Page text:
While walking on the boardwalk that connects my townhome with nine others, I stopped to watch a spider busily building a magnificent web. Then the wind picked up and blew the web back and forth like it was a trampoline. A few minutes later, I saw the web blown into oblivion and I was sure the spider had flown with it. The next day, I was amazed me to see the spider reconstructing a new masterpiece.
The whole incident reminded me of the nursery rhyme I used to sing to my kids when they were little about an itsy-bitsy spider. Here are the lyrics.
The itsy-bitsy spider climbed up the water spout
Down came the rain and washed the spider out
Out came the sun and dried up all the rain
And the itsy-bitsy spider climbed up the spout again
The fun of singing this rhyme with my babies was to watch them mirror the corresponding gestures, ones parents have been teaching their children throughout the ages. I didn’t suspect at the time that the rhyme contained one of life’s most powerful lessons; shit happens, but you have to live on.
Things in everyday life offer inspiration
I remember the first time I discovered as an adult that’
“The best laid plans of mice and men often go awry.”
I was laid off from my engineering job from a private design and construction company. This was frightening, I thought my world would come tumbling down. My wife and I had been married just a few years, and we had barely qualified for the mortgage to purchase our new home. Without my salary, we were sure to lose it.
It is one thing to face loss when you are a child. Ultimately, adults come to your rescue. But it is quite different to face a major loss as an adult. This is because you become aware your powers may not be enough to save the day. This realization leaves you carrying barrels of self-doubt.
It is part of life to get washed out by a rain of problems. The deluge comes in many forms, a divorce, job loss, bankruptcy, serious illness or a bad accident. Sometimes they come in pairs or in threes. Populations around the world endure more serious rain like war, poverty and famine.
But despite what affects your life, the best alternative is to move on and hope for a better tomorrow.
If I lived a past life as a spider, I don’t remember it. This means I have no way of knowing if a spider feels anger, remorse, or becomes depressed when the rain washes him/her out. I don’t know if they complain to friends or blame God for what happened to them. Whatever it is they do, the first chance the spider gets he/she is out there rebuilding a web.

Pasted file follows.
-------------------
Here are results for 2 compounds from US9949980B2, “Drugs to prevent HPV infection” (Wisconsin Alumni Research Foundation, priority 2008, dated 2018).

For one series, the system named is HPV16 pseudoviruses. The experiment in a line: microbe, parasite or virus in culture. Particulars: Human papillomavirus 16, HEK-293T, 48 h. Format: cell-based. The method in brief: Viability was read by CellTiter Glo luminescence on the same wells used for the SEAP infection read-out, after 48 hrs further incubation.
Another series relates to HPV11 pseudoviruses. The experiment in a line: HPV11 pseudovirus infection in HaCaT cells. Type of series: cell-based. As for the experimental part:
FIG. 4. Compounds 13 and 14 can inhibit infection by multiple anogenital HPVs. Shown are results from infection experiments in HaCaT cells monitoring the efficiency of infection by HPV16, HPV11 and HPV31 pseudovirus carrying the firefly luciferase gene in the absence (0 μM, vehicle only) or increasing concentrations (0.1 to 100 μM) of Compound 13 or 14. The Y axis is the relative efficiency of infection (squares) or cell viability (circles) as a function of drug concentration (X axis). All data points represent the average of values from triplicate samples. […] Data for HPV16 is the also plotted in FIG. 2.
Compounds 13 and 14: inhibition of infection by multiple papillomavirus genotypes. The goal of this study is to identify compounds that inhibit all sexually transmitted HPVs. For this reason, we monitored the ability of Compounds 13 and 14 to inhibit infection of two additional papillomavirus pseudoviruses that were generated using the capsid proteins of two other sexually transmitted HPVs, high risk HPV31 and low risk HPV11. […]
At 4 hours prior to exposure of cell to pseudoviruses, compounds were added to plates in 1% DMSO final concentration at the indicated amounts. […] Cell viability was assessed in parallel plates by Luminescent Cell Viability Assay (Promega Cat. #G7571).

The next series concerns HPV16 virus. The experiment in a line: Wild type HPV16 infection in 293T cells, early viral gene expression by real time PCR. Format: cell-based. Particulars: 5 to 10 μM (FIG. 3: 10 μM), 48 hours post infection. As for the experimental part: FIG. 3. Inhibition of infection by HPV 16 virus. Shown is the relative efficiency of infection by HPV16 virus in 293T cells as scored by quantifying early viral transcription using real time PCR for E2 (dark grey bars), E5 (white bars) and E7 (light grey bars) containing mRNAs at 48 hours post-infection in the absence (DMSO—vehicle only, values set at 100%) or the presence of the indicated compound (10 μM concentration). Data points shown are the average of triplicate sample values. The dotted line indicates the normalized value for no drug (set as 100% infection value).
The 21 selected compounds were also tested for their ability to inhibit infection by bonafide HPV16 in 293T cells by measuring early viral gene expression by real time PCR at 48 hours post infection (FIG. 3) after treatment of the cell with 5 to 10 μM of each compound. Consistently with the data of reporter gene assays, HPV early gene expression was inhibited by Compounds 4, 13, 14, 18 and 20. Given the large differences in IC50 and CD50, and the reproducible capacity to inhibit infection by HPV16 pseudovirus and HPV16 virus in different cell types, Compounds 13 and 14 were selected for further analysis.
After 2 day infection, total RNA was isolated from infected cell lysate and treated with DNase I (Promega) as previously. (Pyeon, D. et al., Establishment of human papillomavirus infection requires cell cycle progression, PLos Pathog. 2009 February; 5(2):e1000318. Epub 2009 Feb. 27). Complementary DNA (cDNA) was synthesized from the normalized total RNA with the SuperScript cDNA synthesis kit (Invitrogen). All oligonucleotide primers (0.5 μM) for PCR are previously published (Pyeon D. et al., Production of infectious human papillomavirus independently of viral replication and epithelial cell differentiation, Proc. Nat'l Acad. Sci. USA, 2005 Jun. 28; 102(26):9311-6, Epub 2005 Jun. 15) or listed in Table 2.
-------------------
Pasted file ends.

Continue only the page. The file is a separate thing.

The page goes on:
Lesson 1) The sun comes up tomorrow
Whether prince or pauper, you cannot avoid the rain from coming down. You will fail and face pain and loss. This is part of the birth/death/rebirth cycles of life. The spider knows, when the rain comes, he/she will have to let go of what he/she built and take refuge until it is safe to come out again. Arachnoids learned throughout the centuries that, if they hang in there, the sun will come out again. Just as their ancestors did before them, the spider is certain he/she will go up the spout again.
Lesson 2) Anything is possible when you commit to living one step at a time
There is no “save” button in life. When you experience a life chapter ending, the new beginning will require you to start from scratch. Like the spider, you don’t start from zero, you have a greater foundation of knowledge from which to start that you gained from your experiences This can help you eliminate faulty alternatives and pursue ones that will work. Rebuilding a new life out of the ashes of the old will require you to take one step at a time, but you will accomplish things you never thought were within your reach.
Lesson 3) We have more than one masterpiece in us
As I reflect on my life, the changes I experienced—no matter how painful they were at the time—were for my benefit. They made me better, stronger, resilient, more spiritual, open to new ideas and beliefs. They opened the door to greater ways of being.
Getting laid off forced me to take a job with the Colorado Department of Transportation (CDOT). This was the best thing that ever happened to my career. It was at CDOT that Governor Roy Romer selected me to head the organization. At the time of my job loss, the idea that something like this could happen to me was beyond my wildest dreams, yet, there I was, a one-time orphan serving as part of a governor’s cabinet.
When a change in the gubernatorial administration changed, the rain came again; the new governor asked me to resign from my political appointment as head of CDOT.
I found new work with the city of Denver as its manager of public works. Unbeknownst, another career miracle was unfolding for, seven years later, I would become the 44th mayor of the city. Little by little, I did what was in front of me, building one step upon the other. I didn’t realize until later that every time a washout made me start over it gave me the chance to build a new masterpiece.
This same phenomenon applies to you. You can create a wonderful new life after every ending.
Beginnings and endings are part of life. They are neither good nor bad; they happen. Learn from the spider, start anew when the sun shines again. A masterpiece awaits you.
As always, wishing you a life filled with joy, love and serenity.